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The Yoga Sutras of Patanjali - Book 2 - The Steps to Union
20. The seer is pure knowledge (gnosis). Though pure, he looks upon the presented idea through the medium of the mind.

Reference has already been made to the excellent translation of this sutra as given by Johnston which runs as follows:

"The seer is pure vision. Though pure, he looks out through the vesture of the mind."

Ganganatha Jha throws still further light upon it in the words:

"The spectator is absolute sentience, and though pure, still beholds intellected ideas."

The thought conveyed is that the true man, the spectator, perceiver or thinker is the sum total of all perception, be it through the avenues of the senses or of the lower mind; he is in himself knowledge, clear vision or true perception. All that exists in the three worlds exists because of and for him; he is the cause of its being and when he no longer seeks it or endeavors to vision it, for him it exists not. This sutra is one of the key verses in the book, and gives the clue to the entire science of yoga. Certain thoughts lie hid in its formulation which cover the whole ground of this science and students would do well to give much attention to this. It has a mantric effect and if stated as an affirmation and used constantly by the aspirant will eventually demonstrate to him the truth of the statement that "as a man thinketh, so is he."

"I am pure knowledge. Though pure, I look [161] upon presented ideas through the medium of the mind."

We have here:

1. The seer or the one who looks on and considers (from his divine standpoint) this world of effects, this great maya of illusion,

2. The presented idea. The thought conveyed here is that every form which passes before the spectator in the great panorama of life in the three worlds is a "presented-idea," and that these presented ideas are therefore embodied thoughts of some kind and must be regarded as such. The task of the occultist is to work with the force which lies back of every form and not so much with the form which is but the effect of some cause. This method of endeavor can only be developed gradually. The spectator passes gradually from the forms and their true significance in his own immediate environment and in his own tiny world, through the various forms of the world process until the world of causes stands revealed to him, and the world of effects assumes a secondary position.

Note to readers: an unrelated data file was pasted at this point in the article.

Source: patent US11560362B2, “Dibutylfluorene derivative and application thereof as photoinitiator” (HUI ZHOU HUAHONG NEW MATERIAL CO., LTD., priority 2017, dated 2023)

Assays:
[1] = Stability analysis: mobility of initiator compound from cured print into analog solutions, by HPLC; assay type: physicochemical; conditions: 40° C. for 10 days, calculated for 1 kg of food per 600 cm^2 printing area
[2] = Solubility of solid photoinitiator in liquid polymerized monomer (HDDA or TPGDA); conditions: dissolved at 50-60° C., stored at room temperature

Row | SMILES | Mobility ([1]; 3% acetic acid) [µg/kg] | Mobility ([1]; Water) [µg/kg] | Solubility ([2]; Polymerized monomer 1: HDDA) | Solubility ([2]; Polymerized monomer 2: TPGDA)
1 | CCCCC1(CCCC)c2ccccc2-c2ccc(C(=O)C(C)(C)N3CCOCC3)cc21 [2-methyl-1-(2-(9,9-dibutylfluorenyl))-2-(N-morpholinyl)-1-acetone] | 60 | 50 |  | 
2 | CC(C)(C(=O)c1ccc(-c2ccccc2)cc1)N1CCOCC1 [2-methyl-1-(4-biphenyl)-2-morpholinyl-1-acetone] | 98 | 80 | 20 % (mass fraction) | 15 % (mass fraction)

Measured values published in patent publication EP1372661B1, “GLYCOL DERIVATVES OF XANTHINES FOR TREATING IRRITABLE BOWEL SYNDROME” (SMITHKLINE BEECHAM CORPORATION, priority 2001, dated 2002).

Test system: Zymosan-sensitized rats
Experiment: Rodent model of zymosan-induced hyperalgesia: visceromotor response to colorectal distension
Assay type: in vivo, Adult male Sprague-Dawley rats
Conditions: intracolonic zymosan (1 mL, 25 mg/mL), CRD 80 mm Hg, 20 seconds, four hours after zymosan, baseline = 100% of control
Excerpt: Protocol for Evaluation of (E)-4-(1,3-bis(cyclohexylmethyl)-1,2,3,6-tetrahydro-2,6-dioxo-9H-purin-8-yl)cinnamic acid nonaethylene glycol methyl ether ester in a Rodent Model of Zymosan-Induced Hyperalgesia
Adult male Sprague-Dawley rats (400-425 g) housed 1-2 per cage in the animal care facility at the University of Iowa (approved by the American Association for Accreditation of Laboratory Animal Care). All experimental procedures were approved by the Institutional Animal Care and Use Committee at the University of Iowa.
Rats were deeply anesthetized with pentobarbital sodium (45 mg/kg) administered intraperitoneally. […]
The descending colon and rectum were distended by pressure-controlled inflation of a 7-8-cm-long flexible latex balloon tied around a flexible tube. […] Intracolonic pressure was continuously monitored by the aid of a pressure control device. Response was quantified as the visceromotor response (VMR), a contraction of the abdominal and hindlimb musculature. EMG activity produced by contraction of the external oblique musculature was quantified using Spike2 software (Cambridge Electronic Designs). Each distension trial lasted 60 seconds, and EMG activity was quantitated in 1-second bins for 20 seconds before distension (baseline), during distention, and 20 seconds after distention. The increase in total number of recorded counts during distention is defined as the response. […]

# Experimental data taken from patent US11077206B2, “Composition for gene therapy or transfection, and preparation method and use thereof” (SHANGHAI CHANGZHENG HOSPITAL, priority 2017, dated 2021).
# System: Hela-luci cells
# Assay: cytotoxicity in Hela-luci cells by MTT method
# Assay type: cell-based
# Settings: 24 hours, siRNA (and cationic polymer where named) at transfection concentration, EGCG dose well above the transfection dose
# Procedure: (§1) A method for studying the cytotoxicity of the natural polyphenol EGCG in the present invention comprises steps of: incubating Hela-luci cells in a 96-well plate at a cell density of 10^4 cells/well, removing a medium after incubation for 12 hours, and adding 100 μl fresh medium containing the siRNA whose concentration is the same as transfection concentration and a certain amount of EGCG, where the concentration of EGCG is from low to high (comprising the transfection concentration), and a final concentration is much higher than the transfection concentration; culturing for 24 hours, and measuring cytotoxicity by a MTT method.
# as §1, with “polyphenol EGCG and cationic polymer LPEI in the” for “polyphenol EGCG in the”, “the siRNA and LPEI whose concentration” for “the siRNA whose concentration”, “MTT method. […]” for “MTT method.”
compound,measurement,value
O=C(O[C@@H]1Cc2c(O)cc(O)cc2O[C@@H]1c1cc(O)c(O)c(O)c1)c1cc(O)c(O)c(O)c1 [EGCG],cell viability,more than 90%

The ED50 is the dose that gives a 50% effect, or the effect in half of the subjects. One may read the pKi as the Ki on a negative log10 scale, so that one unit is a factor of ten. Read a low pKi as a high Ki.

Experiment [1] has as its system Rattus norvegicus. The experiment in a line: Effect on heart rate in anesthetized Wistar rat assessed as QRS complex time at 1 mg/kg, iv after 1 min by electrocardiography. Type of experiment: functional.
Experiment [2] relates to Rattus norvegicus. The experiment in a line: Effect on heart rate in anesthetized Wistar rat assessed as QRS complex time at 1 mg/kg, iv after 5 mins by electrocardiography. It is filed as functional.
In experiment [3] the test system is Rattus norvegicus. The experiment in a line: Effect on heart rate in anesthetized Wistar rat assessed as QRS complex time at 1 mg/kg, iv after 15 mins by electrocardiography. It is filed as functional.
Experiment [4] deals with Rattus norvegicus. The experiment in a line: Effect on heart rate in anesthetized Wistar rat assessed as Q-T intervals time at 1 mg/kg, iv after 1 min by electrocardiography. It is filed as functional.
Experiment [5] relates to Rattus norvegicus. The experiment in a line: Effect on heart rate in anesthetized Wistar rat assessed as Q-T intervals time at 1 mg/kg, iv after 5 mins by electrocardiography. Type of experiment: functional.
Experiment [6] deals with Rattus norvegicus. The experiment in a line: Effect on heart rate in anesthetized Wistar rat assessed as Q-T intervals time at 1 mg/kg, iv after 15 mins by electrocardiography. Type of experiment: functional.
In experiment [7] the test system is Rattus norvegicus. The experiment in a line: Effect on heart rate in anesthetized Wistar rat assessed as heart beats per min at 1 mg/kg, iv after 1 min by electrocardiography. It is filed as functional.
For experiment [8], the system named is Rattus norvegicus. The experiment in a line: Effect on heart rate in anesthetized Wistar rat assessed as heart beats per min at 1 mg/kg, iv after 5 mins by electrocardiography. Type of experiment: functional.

He perceives first the forms in the three worlds. Gradually then he becomes aware of that which caused them and of the type of force which brought them into being. Later he discovers the idea which they embody and, tracing them progressively onward or back to their originating source, he comes into touch with the great lives which are the cause of manifestation. He thus passes out of the realm of objectivity, out of the mental, emotional and physical worlds into the [162] realm of the soul or of the subjective cause of this triple manifestation. This is the world of ideas and therefore of pure knowledge, pure reason and divine mind. Later, at a very advanced stage he touches the one Life which synthesizes the many lives, the one Purpose which blends the many ideas into one homogeneous plan.

3. The mind. This is the instrument which the seer employs in order to perceive presented ideas or thought forms. For purposes of clarification it might be noted that the presented ideas fall into five groups of thought forms:

  1. The tangible objective forms in the physical world of every day. With these the seer has for long identified himself in the earlier and more savage stages of human existence.
  2. The moods, feelings and desires, which all have form in the astral world, the world of the emotions.
  3. The thought forms in their myriad distinctions which crowd the mental world. Through these "presented ideas," the seer achieves knowledge of the not-self.
  4. The thought forms which he can create himself after he has learned to control his instrument the mind and can discriminate between the illusory world of present ideas and those realities which constitute the world of spirit. Through this process he arrives at a knowledge of himself. Throughout the great experience of knowing the not-self and knowing himself, he uses the mind as his medium of search, of explanation and of interpretation, for the senses and [163] all his channels of contact, telegraph constant information and reactions to the mind via the lower instrument of the brain. Having reached this stage the seer is then able to use the mind in a reverse manner. Instead of turning his attention to the not-self or the illusory world of effects and instead of studying his own lower nature, he can now, owing to the mental control achieved, arrive at the fifth stage:
  5. The ideas presented by the world of spiritual life, the realm of spiritual knowledge, and the kingdom of God in the truest sense.

Through this, the seer arrives at a knowledge of God as He is and comes to an understanding of the nature of spirit. The mind then serves a triple purpose:

  1. Through it, the seer looks out upon the realm of causes, the spiritual realm.
  2. By its means, the world of causes can be interpreted in terms of the intellect.
  3. By using it correctly, the seer can transmit to the physical brain of the lower personal self (the reflection in the world of effects of the true man) that which the soul sees and knows. This triangle is then formed and comes into working activity: The seer or spiritual man, the mind, his medium of investigation, or the window through which he looks out (whether upon the world of effects, upon himself, or upon the world of cause) and the brain, which is the receiving plate upon which the seer can impress his "pure knowledge" using the mind as an interpreter and transmitting agency. [164]
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